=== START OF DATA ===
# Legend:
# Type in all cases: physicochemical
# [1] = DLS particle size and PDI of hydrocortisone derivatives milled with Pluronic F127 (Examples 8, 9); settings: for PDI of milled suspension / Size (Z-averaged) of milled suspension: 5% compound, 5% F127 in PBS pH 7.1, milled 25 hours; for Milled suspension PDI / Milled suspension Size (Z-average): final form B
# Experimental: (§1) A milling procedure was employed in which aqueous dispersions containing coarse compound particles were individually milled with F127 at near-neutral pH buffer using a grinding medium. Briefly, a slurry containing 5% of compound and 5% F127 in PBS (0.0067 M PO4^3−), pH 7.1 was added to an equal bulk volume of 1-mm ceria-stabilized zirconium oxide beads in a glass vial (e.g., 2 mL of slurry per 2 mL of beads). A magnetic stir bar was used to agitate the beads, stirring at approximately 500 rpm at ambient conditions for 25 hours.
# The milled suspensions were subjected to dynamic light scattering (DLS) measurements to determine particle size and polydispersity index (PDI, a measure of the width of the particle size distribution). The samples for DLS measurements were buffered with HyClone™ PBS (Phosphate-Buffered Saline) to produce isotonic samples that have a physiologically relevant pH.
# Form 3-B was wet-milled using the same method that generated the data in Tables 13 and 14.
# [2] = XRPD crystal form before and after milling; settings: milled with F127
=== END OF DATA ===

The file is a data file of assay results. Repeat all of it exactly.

# Legend:
# Type in all cases: physicochemical
# [1] = DLS particle size and PDI of hydrocortisone derivatives milled with Pluronic F127 (Examples 8, 9); settings: for PDI of milled suspension / Size (Z-averaged) of milled suspension: 5% compound, 5% F127 in PBS pH 7.1, milled 25 hours; for Milled suspension PDI / Milled suspension Size (Z-average): final form B
# Experimental: (§1) A milling procedure was employed in which aqueous dispersions containing coarse compound particles were individually milled with F127 at near-neutral pH buffer using a grinding medium. Briefly, a slurry containing 5% of compound and 5% F127 in PBS (0.0067 M PO4^3−), pH 7.1 was added to an equal bulk volume of 1-mm ceria-stabilized zirconium oxide beads in a glass vial (e.g., 2 mL of slurry per 2 mL of beads). A magnetic stir bar was used to agitate the beads, stirring at approximately 500 rpm at ambient conditions for 25 hours.
# The milled suspensions were subjected to dynamic light scattering (DLS) measurements to determine particle size and polydispersity index (PDI, a measure of the width of the particle size distribution). The samples for DLS measurements were buffered with HyClone™ PBS (Phosphate-Buffered Saline) to produce isotonic samples that have a physiologically relevant pH.
# Form 3-B was wet-milled using the same method that generated the data in Tables 13 and 14.
# [2] = XRPD crystal form before and after milling; settings: milled with F127